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The first review: Glastonbury Festival 2010


United Kingdom United Kingdom | by Daniel Fahey | 27 June 2010

Overall – 10/10
Glastonbury Festival’s 40th anniversary doesn’t just pass with a cheap card, some garage shop flowers and a slice of Victoria sponge – far from it. The 2010 event is every inch of the mind-boggling Mecca and sleep-deprived utopia that thousands have come to love down the years. It is up to Muse to light the cake’s candles, Gorillaz to crash the party with more famous mates than they know what to do with and Stevie Wonder to add that little bit of class to a what is a remarkable milestone and an unforgettable party.

The icing on the cake is the secret guests – Thom Yorke’s solo show is immeasurably joyous up at the Park Stage, while Biffy Clyro pack the same arena with so many sweating bodies, people entering the area might think they’re about to enter the sauna field.

But glorious sunshine, cameos here, there and everywhere (Kylie, Florence, Arthur Brown, The Edge – the list goes on) and a carnival atmosphere all combine to make one of the greatest Glastonbury Festivals ever and that’s even before we touch on the warped magic of the late night arena organisers outdoing themselves. Again.

They say that life starts at 40 and at the rate Glastonbury Festival is evolving, improving and re-inventing itself it will have at least another 40 ahead of it – many happy returns!

Getting there and back – 8/10

With Tuesday car parking now on offer and a crucial England football game being played a day later; some 100,000 people arrive onsite by Wednesday this year with relative ease.

Traffic jams are nearly non-existent, buses and taxis ferry ticket-holders to and from Castle Cray and coaches drop off at the site as usual. A few of the gates have to hold back people on the Wednesday due to the volume of fans at the wristband desks but all is forgotten once inside the infamous superfence.

The site – 10/10

With the Pyramid and Other stages sticking where they always have and the Jazz World merely changing its name to West Holts, the festival still offers a mind-boggling collection of music, theatre, comedy and apocalyptic arenas that sit unrivalled in festival terms. The Leftfield returns to its rightful home near Oxlyers Bridge, while The Queen’s Head stays on near the Kid’s Field.

The late night arenas are a remarkable feat of engineering and the warped artistic genius with Block 9, Arcadia, The Common, the Unfair Ground and Shangri-La all given a little extra space. Broken downtown New York hangouts, yards of covered streets, odd shops, saunas, underground piano bars and a full scale block of disused flats are just some of the treats to be found in Glastonbury’s late night backstreets.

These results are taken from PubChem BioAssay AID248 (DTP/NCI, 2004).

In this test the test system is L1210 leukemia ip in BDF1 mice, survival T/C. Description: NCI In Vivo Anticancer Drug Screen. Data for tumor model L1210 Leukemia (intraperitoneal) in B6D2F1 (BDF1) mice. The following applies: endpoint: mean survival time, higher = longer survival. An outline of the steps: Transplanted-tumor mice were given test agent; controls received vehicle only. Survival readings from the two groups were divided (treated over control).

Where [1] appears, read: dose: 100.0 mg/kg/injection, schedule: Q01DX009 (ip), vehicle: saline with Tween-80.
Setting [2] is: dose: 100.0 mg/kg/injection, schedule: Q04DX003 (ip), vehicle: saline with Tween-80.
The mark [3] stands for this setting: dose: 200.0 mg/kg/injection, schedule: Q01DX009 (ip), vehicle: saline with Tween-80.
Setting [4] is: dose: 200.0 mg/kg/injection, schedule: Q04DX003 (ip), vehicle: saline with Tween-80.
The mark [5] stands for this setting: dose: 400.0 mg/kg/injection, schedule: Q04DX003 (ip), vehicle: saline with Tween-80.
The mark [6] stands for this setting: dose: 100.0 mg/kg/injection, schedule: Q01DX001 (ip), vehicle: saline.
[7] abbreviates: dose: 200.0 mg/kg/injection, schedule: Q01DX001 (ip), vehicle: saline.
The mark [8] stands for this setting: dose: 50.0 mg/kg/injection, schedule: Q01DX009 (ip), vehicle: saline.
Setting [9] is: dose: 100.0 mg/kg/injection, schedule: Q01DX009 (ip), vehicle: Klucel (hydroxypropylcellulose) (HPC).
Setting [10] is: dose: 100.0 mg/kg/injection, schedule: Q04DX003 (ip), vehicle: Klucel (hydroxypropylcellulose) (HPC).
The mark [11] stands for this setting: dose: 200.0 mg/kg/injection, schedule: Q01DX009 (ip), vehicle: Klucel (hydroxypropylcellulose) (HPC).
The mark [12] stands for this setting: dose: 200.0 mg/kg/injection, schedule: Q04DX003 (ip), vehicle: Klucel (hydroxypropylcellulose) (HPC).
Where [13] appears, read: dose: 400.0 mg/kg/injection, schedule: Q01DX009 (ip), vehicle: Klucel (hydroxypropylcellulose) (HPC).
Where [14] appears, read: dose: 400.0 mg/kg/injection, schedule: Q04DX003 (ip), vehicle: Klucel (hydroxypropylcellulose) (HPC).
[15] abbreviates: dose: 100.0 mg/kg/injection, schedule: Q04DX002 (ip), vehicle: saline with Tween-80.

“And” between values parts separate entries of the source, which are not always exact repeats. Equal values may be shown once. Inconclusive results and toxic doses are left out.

The festival continued to push the boundaries of moving with the times, by adding a dubstep stage and installing a full size, light-up Stonehenge called Cubehenge in the Dance Village.

Organisers even manage to fit in 20% more camping without increasing the capacity, which seems to make a notable difference too.

Atmosphere – 10/10

Did someone say party? As the day merges into evening and into night, the atmosphere just improves and spirals into a collective ecstasy that vibrates around the site. The searing sun does make things a little lethargic in the afternoon and several thousands people are treated for heat-related illnesses, but hey, mad dogs and Englishmen go out in the midday sun and this year Glastonbury is full of both.

Music – 9/10

Gorillaz and Stevie Wonder are possibly two of the greatest debutants to hit the Pyramid Stage, while Muse show how effortlessly brilliant they can be at this level. The Pet Shop Boys and Orbital are as equally compelling on the Other Stage but the talk of the festival is Thom Yorke’s solo show with a little help from Jonny Greenwood up at the Park Stage.

Kylie helps out the Scissor Sisters on the Pyramid Stage, Craig Charles pulls together a fantasy funk band for a late night boogie in WOW! Tent and Jerry Dammers Spatial AKA Orchestra are incredible, finishing off marching through the West Holts field.

Slash and Coheed And Cambria make things a little heavier and while at first glance the programme may have few must sees, the whole thing becomes a must-not-miss festival with a lot of performers out doing themselves for the 40th anniversary.

Check back for more comment, analysis, the best bands, photos, blogs and everything you could ever want to know about Glastonbury Festival 2010.

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